Posted by SchoolDays Newshound on 30/01/2012. Tags: Primary School News
Irish Primary Schools urged to ‘Spring’ into Science
~ Greenwave Programme Helps Irish Primary Schools Monitor the Signs of Spring ~
Discover Science and Engineering is calling for all national primary schools to get involved with Greenwave 2012, the mass science project which sees primary students tracking the arrival of spring as it moves across the country. When viewed from outer space, it is said that a ‘green wave’ begins in the south of Europe in February and as the temperature rises, it moves up across Europe travelling at approximately four miles per hour; similar to the speed at which a human walks. Last year 153 Irish primary schools took part in the Greenwave project, submitting 815 official records of common species and 4,572 weather observations.
Between the months of February and March, students are asked to log their sightings of six species; ash, horse chestnut and hawthorn trees, the primrose, the swallow and frogspawn on the website. They are also asked to measure and record wind speed, rainfall and temperature. The results are recorded on www.greenwave.ie
in order to map the arrival of spring. The project also caters for Gaelscoileanna, with materials available in Irish on the website.
Speaking at the launch of Greenwave at Dublin Zoo, Minister Sean Sherlock said:
“Science, technology, engineering and maths (STEM) are vital to the growth and progress of our economy. To ensure we maintain that priority, we have to teach our children to appreciate their significance from an early age. The Greenwave initiative does just that giving children an opportunity to engage with science in an interesting and fun way by monitoring the signs of spring. By dipping into the STEM subjects in an innovative and hands-on way at an early age, children can discover the enjoyment that comes from exploring science.”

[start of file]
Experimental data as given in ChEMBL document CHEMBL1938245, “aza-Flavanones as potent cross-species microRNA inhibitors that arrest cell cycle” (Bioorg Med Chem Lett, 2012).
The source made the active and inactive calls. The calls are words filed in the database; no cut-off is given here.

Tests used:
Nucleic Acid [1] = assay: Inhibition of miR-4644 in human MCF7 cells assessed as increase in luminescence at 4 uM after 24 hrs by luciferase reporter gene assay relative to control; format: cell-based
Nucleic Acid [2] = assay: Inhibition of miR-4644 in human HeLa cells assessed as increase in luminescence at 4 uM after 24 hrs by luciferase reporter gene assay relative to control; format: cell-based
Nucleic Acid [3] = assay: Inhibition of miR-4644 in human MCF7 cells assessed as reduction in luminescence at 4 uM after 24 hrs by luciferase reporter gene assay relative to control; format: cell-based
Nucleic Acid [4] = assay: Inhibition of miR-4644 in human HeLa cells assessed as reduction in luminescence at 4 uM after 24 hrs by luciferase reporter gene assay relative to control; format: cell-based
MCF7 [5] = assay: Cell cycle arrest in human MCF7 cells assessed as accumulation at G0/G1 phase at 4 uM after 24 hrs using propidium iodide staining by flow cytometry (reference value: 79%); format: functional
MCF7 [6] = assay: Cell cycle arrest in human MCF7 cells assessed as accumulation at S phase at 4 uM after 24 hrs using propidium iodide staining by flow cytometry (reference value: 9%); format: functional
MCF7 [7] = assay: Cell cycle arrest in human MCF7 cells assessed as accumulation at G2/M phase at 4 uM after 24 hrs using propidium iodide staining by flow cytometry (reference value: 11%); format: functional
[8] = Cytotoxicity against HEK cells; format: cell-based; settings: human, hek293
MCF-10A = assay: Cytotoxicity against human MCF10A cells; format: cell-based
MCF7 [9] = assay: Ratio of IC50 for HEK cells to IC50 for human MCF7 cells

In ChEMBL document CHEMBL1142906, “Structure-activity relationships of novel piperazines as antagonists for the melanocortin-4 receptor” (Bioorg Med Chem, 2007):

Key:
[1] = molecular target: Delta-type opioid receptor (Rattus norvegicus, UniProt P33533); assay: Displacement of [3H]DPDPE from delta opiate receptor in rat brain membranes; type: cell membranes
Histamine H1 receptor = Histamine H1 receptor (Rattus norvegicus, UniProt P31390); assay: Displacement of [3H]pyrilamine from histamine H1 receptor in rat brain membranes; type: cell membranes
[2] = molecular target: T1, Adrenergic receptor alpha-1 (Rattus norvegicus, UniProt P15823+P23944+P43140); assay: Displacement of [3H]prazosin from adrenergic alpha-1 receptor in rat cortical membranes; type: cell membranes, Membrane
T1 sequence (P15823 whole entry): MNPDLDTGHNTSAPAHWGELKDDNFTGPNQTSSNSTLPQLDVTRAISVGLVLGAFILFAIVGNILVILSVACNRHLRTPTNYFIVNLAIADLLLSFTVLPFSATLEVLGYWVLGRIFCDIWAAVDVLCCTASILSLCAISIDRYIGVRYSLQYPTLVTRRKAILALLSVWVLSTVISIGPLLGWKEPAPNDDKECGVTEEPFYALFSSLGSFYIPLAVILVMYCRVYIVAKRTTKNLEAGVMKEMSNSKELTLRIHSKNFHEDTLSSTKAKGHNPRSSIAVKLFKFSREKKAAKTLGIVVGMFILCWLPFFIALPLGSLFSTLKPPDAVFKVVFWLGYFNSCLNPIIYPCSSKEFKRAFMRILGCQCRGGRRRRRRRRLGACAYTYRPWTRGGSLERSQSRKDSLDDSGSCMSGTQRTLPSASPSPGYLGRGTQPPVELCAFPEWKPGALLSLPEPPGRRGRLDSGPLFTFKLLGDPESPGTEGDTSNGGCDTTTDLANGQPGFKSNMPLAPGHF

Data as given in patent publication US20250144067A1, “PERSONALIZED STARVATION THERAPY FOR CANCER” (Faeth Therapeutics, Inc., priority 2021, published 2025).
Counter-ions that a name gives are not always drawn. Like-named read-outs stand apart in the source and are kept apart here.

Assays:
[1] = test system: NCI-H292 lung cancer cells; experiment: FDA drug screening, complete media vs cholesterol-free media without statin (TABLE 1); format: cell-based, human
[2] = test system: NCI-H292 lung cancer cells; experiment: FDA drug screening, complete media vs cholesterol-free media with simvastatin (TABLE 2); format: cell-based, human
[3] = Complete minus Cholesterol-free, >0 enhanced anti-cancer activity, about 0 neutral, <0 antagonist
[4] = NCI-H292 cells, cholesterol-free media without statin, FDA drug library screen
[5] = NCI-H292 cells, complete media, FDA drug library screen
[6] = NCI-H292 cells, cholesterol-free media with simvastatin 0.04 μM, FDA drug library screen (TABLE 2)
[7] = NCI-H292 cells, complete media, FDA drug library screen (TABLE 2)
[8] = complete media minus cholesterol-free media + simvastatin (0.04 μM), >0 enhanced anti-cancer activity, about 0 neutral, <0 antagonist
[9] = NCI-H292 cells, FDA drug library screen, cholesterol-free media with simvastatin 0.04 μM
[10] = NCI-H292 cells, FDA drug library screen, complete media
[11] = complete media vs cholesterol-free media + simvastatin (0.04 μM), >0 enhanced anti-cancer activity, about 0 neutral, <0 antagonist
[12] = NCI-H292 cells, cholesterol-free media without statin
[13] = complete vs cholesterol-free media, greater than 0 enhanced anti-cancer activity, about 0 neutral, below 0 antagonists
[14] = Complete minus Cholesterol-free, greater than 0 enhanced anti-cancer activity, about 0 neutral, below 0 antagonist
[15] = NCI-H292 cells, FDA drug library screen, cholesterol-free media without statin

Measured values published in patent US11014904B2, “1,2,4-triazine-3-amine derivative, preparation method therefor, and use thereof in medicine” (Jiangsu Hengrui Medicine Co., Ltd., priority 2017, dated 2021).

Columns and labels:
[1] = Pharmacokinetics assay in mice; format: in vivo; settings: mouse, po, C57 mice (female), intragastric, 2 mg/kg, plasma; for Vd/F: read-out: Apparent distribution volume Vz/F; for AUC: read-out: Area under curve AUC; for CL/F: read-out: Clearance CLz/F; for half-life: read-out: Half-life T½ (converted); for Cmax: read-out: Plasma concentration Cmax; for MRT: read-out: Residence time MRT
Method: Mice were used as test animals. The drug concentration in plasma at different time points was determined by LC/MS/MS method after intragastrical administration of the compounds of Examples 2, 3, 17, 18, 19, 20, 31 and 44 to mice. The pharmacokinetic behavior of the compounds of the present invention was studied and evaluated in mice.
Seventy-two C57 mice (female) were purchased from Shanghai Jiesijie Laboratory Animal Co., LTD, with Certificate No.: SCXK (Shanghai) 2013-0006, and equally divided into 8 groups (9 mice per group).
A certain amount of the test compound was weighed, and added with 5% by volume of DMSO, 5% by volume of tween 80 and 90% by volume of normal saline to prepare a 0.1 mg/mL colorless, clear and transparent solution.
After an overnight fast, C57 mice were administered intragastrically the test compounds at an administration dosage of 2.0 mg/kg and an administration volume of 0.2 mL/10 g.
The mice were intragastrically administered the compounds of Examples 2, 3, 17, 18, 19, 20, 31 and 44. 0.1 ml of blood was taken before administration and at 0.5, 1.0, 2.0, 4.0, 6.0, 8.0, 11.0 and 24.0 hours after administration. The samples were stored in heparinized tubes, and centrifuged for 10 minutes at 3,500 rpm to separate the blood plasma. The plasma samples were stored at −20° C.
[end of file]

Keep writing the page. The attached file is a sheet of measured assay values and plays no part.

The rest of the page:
The project allows schools to investigate whether the timing of spring is changing by noting the swallow’s arrival and other identifiers of spring. The results are submitted to the website, www.greenwave.ie
, and mapped to determine where and when spring starts and the pattern in which it moves across the country.
Speaking about Greenwave, Programme Director at Discover Science and Engineering, Peter Brabazon said:
“The Greenwave project offers students a hands-on experience in observing, measuring, classifying and recording the patterns of spring. It is a practical way to get involved with the social, environment and scientific education (SESE) curriculum in Ireland. It also helps to develop students’ ICT skills in terms of recording and submitting their results online. I urge all primary schools to get involved with this exciting project and to play their part in recording the arrival of spring in Europe.”
By taking part in the Greenwave project, schools will have completed part of Step 1 of the Discover Primary Science and Maths, Awards of Science & Maths Excellence http://www.primaryscience.ie/awards_12.php
During 2011, Greenwave was extended to 17 European countries ranging from Portugal and Greece in southern Europe to Denmark and Sweden in the north. A total of 1,888 official records of a range of species and weather conditions were submitted from these countries onto www.greenwave-europe.eu
The Greenwave Europe project will continue again in 2012